- Associated Press - Sunday, August 16, 2015

LINCOLN, Neb. (AP) - Some state regulators are concerned that a new digital phone and Internet provider won’t be able to provide reliable 911 service during a disaster.

The Lincoln Journal Star reports (https://bit.ly/1hGl1Np ) that one Nebraska Public Service Commissioner is concerned about Rise Broadband’s service that’s being offered near Columbus and St. Libory, Nebraska.

The company uses a fixed wireless service that relies on antennae to beam signals between locations. Rise is receiving $16.9 million in federal funding to expand broadband and voice service in rural areas of five states.

That approach makes the service potentially vulnerable to power outages, Internet congestion or even radio interference, said Gene Hand, director of telecommunications for the commission.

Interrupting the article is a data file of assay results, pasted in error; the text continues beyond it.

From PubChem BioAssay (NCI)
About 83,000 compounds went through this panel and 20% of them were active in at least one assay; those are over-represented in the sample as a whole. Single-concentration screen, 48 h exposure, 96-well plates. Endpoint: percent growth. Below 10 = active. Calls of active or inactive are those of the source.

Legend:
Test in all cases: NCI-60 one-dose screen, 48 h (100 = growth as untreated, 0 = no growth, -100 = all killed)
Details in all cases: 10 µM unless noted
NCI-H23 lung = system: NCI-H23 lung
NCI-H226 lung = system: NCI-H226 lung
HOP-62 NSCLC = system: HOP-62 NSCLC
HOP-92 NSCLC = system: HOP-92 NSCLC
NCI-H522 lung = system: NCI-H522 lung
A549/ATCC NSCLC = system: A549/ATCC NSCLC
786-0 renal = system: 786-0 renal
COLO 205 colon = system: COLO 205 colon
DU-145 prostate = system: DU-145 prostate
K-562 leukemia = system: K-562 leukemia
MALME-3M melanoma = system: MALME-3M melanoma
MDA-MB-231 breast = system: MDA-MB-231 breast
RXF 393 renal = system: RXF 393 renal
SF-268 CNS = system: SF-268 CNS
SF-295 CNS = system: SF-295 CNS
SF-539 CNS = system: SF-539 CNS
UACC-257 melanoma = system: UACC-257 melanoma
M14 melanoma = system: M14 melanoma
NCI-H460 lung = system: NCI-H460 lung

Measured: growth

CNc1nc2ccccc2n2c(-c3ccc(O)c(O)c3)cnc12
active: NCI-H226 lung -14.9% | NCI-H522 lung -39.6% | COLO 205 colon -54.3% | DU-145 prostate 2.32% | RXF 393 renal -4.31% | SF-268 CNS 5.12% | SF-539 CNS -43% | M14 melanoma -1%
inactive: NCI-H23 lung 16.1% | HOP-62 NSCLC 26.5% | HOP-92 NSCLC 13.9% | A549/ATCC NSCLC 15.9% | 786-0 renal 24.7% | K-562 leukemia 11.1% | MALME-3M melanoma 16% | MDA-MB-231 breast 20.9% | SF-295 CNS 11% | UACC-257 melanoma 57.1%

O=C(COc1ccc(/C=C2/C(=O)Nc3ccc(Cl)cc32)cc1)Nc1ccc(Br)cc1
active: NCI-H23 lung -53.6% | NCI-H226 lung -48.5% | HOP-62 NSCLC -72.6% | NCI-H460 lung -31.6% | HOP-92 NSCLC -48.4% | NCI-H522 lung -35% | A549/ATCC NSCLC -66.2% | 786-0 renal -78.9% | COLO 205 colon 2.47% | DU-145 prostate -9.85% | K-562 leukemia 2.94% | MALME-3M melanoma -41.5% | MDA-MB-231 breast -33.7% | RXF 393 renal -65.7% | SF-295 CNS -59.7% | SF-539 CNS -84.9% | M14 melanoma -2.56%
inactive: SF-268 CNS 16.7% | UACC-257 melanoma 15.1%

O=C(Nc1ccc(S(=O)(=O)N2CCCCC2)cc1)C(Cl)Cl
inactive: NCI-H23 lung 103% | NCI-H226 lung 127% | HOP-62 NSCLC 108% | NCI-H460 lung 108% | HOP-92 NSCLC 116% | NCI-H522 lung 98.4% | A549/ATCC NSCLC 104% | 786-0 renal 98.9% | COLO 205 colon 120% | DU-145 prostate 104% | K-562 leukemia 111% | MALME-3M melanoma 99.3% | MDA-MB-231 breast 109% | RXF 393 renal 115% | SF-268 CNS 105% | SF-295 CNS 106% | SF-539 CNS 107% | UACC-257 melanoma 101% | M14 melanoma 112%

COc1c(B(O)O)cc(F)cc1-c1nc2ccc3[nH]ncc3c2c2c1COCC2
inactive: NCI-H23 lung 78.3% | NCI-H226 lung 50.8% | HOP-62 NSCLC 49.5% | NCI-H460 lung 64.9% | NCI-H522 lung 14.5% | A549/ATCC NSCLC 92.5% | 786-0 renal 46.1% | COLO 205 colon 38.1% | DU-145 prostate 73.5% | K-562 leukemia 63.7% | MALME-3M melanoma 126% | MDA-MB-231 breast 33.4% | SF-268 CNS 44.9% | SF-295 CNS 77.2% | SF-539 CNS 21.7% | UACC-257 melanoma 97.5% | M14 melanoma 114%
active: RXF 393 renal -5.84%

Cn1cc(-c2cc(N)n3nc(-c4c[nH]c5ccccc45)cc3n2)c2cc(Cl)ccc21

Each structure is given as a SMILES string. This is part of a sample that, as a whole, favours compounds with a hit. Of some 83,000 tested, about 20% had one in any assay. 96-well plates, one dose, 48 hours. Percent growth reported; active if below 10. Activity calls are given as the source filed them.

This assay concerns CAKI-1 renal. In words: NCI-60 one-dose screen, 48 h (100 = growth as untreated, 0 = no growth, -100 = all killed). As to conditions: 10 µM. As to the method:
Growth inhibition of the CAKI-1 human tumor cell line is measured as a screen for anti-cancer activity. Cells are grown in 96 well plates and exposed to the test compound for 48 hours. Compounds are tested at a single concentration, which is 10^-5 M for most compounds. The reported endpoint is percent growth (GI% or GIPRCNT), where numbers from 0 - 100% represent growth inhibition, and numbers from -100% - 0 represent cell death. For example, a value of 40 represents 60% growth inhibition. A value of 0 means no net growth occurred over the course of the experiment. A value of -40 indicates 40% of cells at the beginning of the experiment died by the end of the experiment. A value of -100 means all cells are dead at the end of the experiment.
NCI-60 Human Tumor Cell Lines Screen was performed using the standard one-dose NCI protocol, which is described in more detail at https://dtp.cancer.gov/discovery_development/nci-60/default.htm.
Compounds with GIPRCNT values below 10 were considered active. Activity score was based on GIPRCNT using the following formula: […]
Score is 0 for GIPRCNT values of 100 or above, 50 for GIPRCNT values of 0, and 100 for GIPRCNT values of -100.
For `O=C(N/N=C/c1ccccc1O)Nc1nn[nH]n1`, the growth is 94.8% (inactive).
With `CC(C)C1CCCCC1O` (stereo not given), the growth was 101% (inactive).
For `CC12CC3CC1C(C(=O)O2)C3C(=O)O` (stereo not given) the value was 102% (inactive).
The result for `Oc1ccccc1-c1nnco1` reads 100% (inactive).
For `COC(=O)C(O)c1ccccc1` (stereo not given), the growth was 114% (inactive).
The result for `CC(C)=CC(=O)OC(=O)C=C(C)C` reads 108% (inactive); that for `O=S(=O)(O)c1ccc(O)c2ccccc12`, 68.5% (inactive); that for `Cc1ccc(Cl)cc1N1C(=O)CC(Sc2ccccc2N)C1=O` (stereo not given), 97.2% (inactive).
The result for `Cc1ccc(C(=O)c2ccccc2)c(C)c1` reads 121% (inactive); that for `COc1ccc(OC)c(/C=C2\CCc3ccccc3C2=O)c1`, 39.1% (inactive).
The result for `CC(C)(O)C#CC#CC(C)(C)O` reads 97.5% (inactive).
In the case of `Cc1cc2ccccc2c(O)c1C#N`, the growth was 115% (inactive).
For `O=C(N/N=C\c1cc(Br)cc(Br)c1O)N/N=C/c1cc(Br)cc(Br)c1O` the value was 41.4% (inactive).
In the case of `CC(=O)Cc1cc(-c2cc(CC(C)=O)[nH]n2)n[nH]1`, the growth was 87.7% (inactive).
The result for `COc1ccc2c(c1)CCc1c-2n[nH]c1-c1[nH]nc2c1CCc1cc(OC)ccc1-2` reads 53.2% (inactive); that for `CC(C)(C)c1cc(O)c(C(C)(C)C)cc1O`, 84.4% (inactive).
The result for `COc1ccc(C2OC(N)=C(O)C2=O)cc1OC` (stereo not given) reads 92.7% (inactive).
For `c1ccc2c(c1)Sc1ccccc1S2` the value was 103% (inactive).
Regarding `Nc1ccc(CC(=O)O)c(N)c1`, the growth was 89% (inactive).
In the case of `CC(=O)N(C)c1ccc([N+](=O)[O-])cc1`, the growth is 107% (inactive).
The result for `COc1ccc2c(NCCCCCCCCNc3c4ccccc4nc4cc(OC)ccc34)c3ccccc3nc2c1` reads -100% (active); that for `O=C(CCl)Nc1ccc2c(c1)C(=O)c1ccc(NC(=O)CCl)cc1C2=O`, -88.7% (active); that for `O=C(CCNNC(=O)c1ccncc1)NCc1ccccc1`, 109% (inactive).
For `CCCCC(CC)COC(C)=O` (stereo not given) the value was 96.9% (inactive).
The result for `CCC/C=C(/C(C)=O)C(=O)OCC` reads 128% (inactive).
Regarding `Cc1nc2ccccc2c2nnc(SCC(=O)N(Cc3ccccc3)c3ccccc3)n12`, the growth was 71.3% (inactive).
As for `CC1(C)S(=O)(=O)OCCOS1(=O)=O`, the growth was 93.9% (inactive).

But the commission approved JAB Broadband’s application to provide service in the state on a 3-1 vote earlier this year.

Damon Estep, senior vice president for technology at JAB, which owns Rise, said its service is just as reliable as normal landline phone service.

“There’s a lot of factors that can cause any 911 service to be interrupted,” he said.

Estep said Rise’s service prioritizes voice calls above other traffic, so calls go through even during times of heavy Internet use.

Crystal Rhoades, who represents Omaha on the Public Service Commission, voted against JAB Broadband’s application to operate in the state because she says its services are subpar.

Rhoades said she worries about something tragic happening because of unreliable 911 service.


Information from: Lincoln Journal Star, https://www.journalstar.com

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